Labour conference: Len McCluskey says unions were seen as 'evil'
New Labour bought into the right wing media's portrayal of its union backers as "evil", Unite general secretary Len McCluskey has claimed.
He said the party treated the unions as a "nutty relative" who had to be "kept at arm's length".
But its current leadership were moving towards a better understanding of what the unions were about, he told a meeting at the Labour conference.
The Unite leader said the unions were always "on the side of the angels".
Mr McCluskey has had some harsh words this week for Ed Miliband over the Labour leader's backing for a public sector pay freeze, saying he was out of touch with ordinary workers.
He repeated his criticism at the Unite fringe, saying it did not make economic sense to cut the wages of low paid workers.
But he also made a point of praising Mr Miliband on other issues and described shadow chancellor Ed Balls' big conference speech as "very, very good".
He said the party was still not doing enough to fight for the unions, but the era when they were regarded as "evil" was at least over.
"That's something that seeped into the psyche of the Labour Party. That's why for many years we were kept at arm's length - the nutty relative kept up in the attic who could slide cheques under the door every now and then but kept away."
He said trade unions have "always been a force for good in our society".
At one point, Mr McCluskey pretended to spit as he mentioned "Thatcher", which earned a cheer from the packed crowd in the Unite marquee and a smile from business secretary Chuka Umunna, sat next to him on the platform.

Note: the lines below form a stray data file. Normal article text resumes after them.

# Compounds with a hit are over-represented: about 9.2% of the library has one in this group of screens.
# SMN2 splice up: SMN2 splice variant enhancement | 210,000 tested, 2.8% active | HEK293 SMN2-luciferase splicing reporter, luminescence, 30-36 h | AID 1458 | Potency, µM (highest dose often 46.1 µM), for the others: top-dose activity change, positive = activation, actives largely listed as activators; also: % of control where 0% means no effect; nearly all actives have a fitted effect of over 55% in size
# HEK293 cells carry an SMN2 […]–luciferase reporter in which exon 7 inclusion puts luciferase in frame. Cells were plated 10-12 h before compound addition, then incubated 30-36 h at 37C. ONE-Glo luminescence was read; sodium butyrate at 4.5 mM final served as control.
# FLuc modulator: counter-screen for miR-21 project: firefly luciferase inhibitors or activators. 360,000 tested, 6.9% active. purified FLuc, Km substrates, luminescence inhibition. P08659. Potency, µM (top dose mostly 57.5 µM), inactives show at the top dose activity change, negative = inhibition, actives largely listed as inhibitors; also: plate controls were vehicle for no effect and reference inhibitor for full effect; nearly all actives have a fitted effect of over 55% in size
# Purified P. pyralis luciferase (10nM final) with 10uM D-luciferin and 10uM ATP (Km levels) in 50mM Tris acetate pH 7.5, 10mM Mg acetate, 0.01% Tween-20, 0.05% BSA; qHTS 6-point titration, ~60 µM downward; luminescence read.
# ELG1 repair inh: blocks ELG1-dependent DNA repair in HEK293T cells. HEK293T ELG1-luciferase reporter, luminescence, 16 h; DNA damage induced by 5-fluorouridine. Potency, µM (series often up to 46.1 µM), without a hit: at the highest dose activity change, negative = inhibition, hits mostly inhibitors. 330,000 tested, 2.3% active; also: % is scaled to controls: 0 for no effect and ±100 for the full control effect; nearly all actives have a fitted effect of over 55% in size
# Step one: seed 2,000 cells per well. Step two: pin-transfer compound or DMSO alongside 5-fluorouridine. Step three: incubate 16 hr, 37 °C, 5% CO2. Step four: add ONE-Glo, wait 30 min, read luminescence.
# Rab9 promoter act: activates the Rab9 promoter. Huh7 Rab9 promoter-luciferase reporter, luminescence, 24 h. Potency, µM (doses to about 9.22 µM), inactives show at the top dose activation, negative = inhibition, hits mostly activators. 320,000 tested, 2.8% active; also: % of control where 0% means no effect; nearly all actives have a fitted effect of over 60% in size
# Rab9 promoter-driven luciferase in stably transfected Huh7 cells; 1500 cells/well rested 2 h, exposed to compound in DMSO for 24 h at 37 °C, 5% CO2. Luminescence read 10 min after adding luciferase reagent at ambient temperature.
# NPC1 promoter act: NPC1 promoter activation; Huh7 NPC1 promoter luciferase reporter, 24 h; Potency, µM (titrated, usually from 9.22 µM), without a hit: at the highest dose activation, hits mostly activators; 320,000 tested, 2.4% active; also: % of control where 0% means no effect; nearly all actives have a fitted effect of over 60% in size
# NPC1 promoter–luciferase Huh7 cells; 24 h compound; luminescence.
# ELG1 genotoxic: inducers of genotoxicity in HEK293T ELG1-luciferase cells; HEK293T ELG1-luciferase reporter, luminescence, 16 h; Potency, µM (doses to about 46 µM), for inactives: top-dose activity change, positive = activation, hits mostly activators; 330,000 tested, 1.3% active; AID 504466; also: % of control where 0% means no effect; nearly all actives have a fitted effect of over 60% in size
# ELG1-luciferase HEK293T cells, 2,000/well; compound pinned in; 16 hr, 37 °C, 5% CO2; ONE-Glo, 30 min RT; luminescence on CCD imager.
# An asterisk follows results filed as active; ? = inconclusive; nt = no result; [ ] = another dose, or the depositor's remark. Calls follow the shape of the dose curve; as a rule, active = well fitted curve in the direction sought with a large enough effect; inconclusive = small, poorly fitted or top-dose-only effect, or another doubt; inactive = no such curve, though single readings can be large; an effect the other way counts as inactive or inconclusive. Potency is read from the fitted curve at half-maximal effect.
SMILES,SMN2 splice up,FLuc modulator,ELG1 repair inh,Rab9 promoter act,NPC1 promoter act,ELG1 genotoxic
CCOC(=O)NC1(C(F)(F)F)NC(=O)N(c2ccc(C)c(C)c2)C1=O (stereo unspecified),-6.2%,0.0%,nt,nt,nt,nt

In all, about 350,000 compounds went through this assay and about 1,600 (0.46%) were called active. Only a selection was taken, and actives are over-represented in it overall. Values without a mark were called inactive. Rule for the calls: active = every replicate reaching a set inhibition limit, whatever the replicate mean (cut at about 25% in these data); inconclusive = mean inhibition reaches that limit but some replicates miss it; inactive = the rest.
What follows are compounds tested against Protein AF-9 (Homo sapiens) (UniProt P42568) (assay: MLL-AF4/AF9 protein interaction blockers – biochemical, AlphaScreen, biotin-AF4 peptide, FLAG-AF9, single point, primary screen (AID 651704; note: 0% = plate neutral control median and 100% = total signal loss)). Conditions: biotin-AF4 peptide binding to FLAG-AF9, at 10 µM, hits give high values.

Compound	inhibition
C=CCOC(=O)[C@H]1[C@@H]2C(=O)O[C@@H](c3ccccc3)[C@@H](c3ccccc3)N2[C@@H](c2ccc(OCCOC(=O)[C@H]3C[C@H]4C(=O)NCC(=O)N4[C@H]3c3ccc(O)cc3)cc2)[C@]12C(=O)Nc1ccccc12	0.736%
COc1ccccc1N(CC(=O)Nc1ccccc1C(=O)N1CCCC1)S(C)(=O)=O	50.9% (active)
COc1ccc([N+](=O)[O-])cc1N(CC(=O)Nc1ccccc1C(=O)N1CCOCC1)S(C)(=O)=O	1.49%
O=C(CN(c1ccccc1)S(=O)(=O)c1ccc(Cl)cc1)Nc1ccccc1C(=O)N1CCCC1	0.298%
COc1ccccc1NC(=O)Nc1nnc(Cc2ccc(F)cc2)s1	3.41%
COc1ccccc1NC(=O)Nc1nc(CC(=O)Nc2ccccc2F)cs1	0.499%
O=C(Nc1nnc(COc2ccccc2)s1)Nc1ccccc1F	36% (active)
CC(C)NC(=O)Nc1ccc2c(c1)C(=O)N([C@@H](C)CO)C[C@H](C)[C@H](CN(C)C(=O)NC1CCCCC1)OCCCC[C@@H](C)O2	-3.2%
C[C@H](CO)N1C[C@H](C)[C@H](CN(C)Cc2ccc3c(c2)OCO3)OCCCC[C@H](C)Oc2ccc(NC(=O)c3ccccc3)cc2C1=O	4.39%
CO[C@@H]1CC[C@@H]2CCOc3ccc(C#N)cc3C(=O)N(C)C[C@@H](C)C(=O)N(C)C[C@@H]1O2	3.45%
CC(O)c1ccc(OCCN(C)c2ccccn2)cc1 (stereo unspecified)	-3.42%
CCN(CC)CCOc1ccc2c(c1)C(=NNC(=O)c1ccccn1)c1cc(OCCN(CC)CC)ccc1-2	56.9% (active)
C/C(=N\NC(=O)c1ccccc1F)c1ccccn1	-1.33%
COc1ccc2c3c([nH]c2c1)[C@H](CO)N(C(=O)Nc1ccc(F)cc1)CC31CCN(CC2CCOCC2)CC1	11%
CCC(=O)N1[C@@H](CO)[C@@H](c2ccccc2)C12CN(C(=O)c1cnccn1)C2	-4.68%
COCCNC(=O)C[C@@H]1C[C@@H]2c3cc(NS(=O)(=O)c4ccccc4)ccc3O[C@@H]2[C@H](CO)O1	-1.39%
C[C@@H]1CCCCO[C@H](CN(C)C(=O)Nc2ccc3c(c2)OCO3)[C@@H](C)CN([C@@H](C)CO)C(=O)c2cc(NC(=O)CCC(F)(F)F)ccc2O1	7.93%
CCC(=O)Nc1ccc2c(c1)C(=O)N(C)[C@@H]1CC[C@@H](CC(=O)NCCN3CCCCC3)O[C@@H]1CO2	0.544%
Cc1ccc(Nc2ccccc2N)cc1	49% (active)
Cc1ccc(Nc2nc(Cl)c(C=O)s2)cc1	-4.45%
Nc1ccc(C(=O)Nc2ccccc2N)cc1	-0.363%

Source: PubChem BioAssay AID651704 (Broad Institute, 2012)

The union leader revealed he has had talks with Mr Umunna about boosting union rights to the levels enjoyed by German workers, something he hoped would happen if Labour wins the next election.
Mr Umunna told the meeting Labour had not done enough in the past to "celebrate" the unions and he praised them as "wealth creators".
He hit back at claims by one Unite member that Ed Miliband "visibly squirmed" with embarrassment when David Cameron mentioned Labour's links to the unions at prime minister's questions.
"I sit very close to Ed at prime minister's questions and he doesn't squirm when David Cameron gets to his feet, I can assure you of that", he told the meeting, adding that the Labour leader regularly got the better of the PM at their Commons clashes.
He also vowed that Labour would vote against the government's Enterprise Bill if coalition ministers did not scrap plans for tougher rules on unfair dismissal and moves to water down equality and human rights laws "by stealth".